"There are so many different cultural nuances down here," Noah said. "We didn't relate to the general way urban culture was portrayed in the media we saw."
It wasn't until years later, though, that Noah and his brother had the opportunity to fill that gap they saw in popular culture with Barrio 305 -- a website that serves both as a social network for the diverse urban Latin scene and a platform for their original lifestyle programming.
From media company to ad agency
The idea came to them several years back when the two began documenting "Hot Import Nights" cars shows from Miami to New York. It was there they discovered the thriving culture of custom cars, flashy women and urban Latin music that became the touchstones of Barrio 305 and the basis for a media company -- a media company that is becoming an ad agency too, with Falken Tire Corp. having just asked the brothers to create its new ad campaign.
Now part of Otalvaro Media, Barrio 305 is positioned at the center of the white-hot reggaeton movement -- a mix of dance-hall reggae, hip-hop, salsa, merengue, cumbia and other Caribbean beats fused together, and popularized by musicians such as Daddy Yankee. (If you search for "reggaeton" on Google Video today, nearly every hit displayed on the first results page is from Barrio 305's network.)
They've just launched a photo- and video-sharing site that serves as a bridge between their niche -- a niche that represents the fastest-growing segment of the population, mind you -- and the Flickrs and YouTubes of the world. And Barrio 305 now has its own channel on the Sprint PowerVision en Vivo network through the MobiTV wireless mobile network.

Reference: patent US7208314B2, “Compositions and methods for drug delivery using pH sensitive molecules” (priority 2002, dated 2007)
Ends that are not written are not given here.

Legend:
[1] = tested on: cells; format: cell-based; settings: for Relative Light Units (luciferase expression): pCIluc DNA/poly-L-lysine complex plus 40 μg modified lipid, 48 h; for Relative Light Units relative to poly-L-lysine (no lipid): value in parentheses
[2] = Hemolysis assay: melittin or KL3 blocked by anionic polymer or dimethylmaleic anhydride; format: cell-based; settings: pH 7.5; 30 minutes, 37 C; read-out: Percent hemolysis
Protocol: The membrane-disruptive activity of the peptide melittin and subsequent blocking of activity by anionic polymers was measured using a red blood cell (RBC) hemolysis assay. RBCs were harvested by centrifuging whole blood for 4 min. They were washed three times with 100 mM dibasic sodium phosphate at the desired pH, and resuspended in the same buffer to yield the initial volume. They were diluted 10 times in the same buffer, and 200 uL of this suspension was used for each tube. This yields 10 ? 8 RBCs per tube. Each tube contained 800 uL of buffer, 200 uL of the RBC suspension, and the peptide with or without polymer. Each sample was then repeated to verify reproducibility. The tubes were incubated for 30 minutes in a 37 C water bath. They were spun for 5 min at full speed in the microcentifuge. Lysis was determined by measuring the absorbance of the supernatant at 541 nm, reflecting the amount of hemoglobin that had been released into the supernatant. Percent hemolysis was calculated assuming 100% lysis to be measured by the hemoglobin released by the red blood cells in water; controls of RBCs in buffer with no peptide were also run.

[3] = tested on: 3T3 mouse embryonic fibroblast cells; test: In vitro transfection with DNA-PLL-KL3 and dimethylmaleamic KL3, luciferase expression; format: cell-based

Smaller but more nimble
The Otalvaros represent an emerging segment of media companies and video producers benefiting from newly affordable production technology and the infinite reach of the web. Armed with a real confidence in and familiarity with their subject matter, they can target highly specialized interest groups to a degree that behemoths like MTV can't quite match.
Barrio 305 is the realization of the "prosumer economy" -- a term coined by futurist Alvin Toffler in 1980 to describe consumers exploiting their access to technology and information to take the reigns of production.
Noah and Antonio, however, represent the more professional side of the prosumer spectrum. Noah, along with his father Carlos and brother Francisco -- who now helps finance Otalvaro Media -- has run an online brokerage, WallStreet-E, for eight years. Antonio, meanwhile, has worked as an illustrator and assistant at agencies McCann Erickson and DMB&B. He went on to work at Fabrica for Olivier Toscani, who created the controversial Benetton campaigns of the '90s, and later became creative editor on Benetton's Colors magazine.
Still no YouTube
Barrio 305 is still no YouTube -- which streams hundreds of millions of videos a month -- but the site has recorded 1.5 million streams since it launched in January. About 400,000 of those occurred on Google Video, where about 10,000 users chose to download the videos they watched.
And like a growing number of startup producers, the Otalvaros are using a partnership with broadband-video player Brightcove to get their programming out across the web. Thanks to Brightcove, visitors to barrio305.com can cut and paste code from the site to their MySpace pages or blogs. Brightcove also includes advertising from its own ad network.
Such programming, which is beginning to syndicate itself throughout the internet, is important to young people who want to associate their online personas with Barrio's programming.
"Just like kids shop for a brand of sneakers, now they're looking for tools and content to represent them online and other on platforms," Antonio Otalvaro said.
More than any of their projects, the brothers are most excited about the video-editing tools that will soon be added to Barrio 305's video-sharing community. Highly intuitive, they give the least experienced consumer the tools to achieve prosumer status. Predicts Noah: "That's really going to be the killer app."